Economic Policy Institute reports that the average cost of providing center-based care for infant care in the U.S. is $1,230 per month. The annual cost in California is $1,412 a month—almost half the median income of a single parent. The federal definition of affordable childcare places costs at 7% or less of annual household income. The cost of center-based infant or toddler childcare does not meet this definition in any state, making childcare prohibitive for some.
Now, thanks to passage of the American Rescue Plan Act (ARP Act) of 2021, the childcare sector will receive more than $50 billion in direct relief funding. This bill, based on President Biden’s historical American Rescue Plan, set aside $39 billion in desperately needed childcare relief funding, including tax credits, tax breaks, and subsidies for families.
Of the $39 billion included in the ARP Act, nearly $15 billion will provide expanded child care assistance through the Child Care and Development Block Grant (CCDBG) for dependent care, including supporting the childcare needs of essential workers during the coronavirus pandemic. The remaining nearly $24 billion creates a stabilization fund for eligible childcare providers.
Even with this assistance, budgeting for full-time childcare will be challenging. To help, some employers such as Patagonia, Apple, and Google, are stepping up to offer onsite day-care centers for employees or to pay for daycare costs if an employee’s first childcare option falls through. New early childhood startups such as Vivvi offer employer-sponsored childcare. And Wonderschool, an Airbnb for daycare, helps neighborhoods launch childcare centers and home daycare. But if human resource services at your place of employment don't offer programs like these, here are three ideas for you to consider:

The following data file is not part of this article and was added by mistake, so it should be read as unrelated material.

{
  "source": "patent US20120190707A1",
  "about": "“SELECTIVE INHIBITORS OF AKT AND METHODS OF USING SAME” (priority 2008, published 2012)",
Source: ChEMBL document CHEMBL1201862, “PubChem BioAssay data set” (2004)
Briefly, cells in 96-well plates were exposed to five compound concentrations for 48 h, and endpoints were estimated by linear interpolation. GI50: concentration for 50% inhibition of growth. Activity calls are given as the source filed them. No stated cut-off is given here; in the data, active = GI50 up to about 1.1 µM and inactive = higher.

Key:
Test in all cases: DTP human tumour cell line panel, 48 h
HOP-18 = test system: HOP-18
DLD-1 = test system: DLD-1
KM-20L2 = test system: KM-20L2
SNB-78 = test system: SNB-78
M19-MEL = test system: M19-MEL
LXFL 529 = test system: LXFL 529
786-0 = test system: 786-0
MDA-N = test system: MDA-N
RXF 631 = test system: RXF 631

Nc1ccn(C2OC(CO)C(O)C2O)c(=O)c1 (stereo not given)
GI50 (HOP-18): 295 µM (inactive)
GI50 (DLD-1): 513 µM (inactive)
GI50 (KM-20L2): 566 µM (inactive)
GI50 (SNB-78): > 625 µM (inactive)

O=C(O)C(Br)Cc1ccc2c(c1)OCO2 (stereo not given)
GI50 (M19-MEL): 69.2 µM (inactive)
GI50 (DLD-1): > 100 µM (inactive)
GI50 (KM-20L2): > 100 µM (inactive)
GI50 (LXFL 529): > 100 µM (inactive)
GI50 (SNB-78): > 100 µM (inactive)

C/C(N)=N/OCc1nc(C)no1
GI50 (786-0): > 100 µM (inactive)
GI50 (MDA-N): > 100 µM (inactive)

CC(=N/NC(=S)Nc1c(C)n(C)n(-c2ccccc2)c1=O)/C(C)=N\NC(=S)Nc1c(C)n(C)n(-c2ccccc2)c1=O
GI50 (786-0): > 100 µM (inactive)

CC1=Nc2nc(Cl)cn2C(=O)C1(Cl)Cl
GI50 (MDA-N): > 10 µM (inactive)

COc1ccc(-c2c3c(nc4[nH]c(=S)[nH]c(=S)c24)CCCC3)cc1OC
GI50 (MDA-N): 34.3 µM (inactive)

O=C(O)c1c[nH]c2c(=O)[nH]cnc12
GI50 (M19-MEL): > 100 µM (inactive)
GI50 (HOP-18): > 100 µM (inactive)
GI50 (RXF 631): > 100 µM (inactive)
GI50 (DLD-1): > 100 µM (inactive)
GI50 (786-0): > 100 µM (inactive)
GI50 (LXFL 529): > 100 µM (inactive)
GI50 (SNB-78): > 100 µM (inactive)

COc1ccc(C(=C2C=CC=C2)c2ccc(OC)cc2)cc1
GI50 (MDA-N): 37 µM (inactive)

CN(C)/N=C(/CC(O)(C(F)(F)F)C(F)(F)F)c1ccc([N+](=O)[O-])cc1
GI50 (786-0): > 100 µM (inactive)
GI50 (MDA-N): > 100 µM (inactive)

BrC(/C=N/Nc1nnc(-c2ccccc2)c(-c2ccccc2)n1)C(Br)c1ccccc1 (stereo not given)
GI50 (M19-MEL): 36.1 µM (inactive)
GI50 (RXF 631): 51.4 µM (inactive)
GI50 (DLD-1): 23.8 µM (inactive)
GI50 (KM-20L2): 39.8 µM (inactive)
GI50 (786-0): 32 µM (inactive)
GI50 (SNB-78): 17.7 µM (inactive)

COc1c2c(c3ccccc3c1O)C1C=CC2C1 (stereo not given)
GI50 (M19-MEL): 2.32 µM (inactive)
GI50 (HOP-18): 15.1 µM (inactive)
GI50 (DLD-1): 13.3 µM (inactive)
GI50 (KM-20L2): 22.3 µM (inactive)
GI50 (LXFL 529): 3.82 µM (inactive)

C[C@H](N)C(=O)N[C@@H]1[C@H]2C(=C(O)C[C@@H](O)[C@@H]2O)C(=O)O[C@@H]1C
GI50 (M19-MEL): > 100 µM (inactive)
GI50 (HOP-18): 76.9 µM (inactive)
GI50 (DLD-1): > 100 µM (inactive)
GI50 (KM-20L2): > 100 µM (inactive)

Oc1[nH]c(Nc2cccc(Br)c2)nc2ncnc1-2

If you have family nearby, the easiest way to reduce childcare expenses is with full-time or part-time relative care. And although you should always offer to compensate them, the cost will likely be less than what you’d pay at a daycare center. Another perk? A family member might be able to adjust their schedule to your needs, while a contracted caregiver might charge additional fees.
Whether it’s with another family in the neighborhood or someone from your baby group, trading babysitting services is a cheap option that gives the other parent a break—for free. Here’s how it works: one of the other parents comes over to your house to watch your kids while you go out, and then you return the favor at another time. A nanny share and an au pair are also great options for working parents to save money.
A little more organized than trading one-for-one babysitting services, this option takes effort to get started and works better when more families are involved, but it's worthwhile once it is up and running. Families earn points for babysitting another family’s kids and in turn, they can spend those points on childcare services from the group. And while you can use the services at night, depending on your child's age, it’s fun for the kids to have playdates together which sometimes means less work for the parents.
The cost of childcare has the potential to absorb a large portion of a family’s personal finance, but with a little resourcefulness, you can save money. You’ve got this!